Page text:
Mark Pedelty is a Professor of Communication Studies, a Resident Fellow in the Institute on the Environment, and an affiliate faculty in Anthropology at the University of Minnesota. He received a Ph.D. in Anthropology from the University of California, Berkeley. His books include Musical Ritual in Mexico City: From the Aztec to NAFTA (University of Texas, 2004), Ecomusicology: Rock, Folk and the Environment (Temple University Press, 2012), and Political Rock (edited with Kristine Weglarz, Ashgate, 2013), and a number of journal articles and book chapters. He chaired the Ecomusicology Listening Room (Ecosong.org), an interactive site and session presented at American Musicological Society (AMS) and Society for Ethnomusicology (SEM) annual meetings in 2012 and 2013. Dr. Pedelty is now completing a book for Indiana University’s Music, Nature, Place series, an interview case-based study of environmentalist musicians and movements in Cascadia featuring Dana Lyons, Bobs & Lolo, the Raging Grannies, and the Idle No More movement. Pedelty teaches courses in musical communication, ethnographic methods, and environmental communication.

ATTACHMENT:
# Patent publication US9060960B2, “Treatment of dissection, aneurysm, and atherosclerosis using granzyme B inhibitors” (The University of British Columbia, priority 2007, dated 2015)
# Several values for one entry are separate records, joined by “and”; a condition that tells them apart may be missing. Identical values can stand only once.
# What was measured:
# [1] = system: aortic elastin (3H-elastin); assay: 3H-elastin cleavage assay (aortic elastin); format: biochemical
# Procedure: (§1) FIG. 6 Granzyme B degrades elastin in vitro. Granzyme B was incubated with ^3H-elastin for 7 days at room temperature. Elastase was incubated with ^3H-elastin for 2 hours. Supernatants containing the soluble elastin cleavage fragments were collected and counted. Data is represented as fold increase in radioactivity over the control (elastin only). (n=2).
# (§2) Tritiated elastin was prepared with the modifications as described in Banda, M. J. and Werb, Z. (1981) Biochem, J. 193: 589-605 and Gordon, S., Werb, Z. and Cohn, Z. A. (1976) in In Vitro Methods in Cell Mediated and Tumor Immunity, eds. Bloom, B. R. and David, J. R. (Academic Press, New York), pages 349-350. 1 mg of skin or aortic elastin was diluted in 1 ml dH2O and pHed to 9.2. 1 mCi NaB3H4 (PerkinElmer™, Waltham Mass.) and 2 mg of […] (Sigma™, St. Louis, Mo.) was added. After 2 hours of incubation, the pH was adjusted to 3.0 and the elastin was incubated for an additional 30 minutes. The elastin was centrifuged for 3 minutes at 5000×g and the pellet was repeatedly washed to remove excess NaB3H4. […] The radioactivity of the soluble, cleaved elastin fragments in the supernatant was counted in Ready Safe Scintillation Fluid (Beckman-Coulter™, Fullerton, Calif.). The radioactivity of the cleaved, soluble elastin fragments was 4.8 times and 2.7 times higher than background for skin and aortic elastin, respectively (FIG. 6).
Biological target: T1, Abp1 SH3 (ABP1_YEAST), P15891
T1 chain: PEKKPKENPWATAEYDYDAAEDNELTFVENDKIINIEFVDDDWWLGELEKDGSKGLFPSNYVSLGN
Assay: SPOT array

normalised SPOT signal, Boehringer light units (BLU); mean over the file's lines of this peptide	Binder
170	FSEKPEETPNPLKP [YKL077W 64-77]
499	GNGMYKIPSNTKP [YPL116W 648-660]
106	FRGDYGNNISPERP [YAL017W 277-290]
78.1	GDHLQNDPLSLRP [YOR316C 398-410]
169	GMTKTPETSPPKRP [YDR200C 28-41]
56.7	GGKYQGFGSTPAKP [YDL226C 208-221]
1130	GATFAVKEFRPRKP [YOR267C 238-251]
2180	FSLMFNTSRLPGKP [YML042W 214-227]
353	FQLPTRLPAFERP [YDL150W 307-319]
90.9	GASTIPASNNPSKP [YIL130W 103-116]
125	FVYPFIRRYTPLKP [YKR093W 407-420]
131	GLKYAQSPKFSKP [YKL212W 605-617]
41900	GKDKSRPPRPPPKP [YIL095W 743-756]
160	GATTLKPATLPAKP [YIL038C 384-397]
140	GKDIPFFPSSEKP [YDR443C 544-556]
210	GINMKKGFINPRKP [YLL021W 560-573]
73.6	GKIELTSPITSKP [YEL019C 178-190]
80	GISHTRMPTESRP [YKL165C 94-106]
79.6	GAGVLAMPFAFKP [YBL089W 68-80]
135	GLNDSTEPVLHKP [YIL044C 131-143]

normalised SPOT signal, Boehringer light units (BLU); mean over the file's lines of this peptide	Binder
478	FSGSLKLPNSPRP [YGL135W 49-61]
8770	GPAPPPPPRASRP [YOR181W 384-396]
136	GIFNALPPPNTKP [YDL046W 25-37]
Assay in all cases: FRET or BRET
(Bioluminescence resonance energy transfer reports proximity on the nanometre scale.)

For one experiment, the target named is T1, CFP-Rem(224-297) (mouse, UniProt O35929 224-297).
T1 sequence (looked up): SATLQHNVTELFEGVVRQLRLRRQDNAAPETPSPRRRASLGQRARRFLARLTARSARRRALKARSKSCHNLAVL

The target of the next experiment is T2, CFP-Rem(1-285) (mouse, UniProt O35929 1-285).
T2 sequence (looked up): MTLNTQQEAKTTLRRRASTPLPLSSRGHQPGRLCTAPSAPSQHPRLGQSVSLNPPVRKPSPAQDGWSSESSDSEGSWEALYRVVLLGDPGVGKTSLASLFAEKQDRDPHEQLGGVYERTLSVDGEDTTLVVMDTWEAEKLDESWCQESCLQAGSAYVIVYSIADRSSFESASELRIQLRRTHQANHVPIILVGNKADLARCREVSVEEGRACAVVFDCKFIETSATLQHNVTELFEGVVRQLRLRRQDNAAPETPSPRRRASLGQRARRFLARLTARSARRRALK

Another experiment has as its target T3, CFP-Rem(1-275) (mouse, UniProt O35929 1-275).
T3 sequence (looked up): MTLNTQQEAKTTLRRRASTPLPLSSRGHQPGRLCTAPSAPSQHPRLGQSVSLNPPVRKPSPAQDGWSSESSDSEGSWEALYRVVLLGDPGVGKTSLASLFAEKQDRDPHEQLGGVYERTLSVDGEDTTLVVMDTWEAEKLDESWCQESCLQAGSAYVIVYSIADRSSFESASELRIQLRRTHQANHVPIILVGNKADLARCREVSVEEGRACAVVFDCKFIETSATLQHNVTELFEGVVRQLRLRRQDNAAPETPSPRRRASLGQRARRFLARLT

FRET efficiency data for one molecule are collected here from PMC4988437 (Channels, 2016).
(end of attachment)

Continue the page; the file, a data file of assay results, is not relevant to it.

Jennifer C. Post is an ethnomusicologist who has been affiliated with music programs in the United States, New Zealand, and Australia. She has conducted in-depth fieldwork in India, North America, and Inner Asia. Her current research is on Mongolian Kazakh music in Bayan Ölgii, Mongolia. She has taught at Middlebury College, the New Zealand School of Music at Victoria University in Wellington, and the University of Arizona in Tucson. She is currently Lecturer at the School of Music at the University of Arizona and Honorary Senior Research Fellow at the University of Western Australia.

Robin Ryan studied music at The University of Western Australia and The University of Washington, Seattle, USA. She wrote the first Master’s thesis on urban Aboriginal music at Monash University, Melbourne, where she worked as research assistant to Margaret Kartomi. Robin’s collaborative work with indigenous Australians on leaf music (in her 1999 Ph.D. thesis) led to numerous publications and employment as a specialist adviser/contributor to Currency Companion to Music and Dance in Australia (2003). She was a Research Fellow at Macquarie University, Sydney, 2001–2005, and is currently an adjunct lecturer and member of the Music Research Group at The Western Australian Academy of Performing Arts, Edith Cowan University. Robin works to connect her interest in music to issues facing the Australian environment.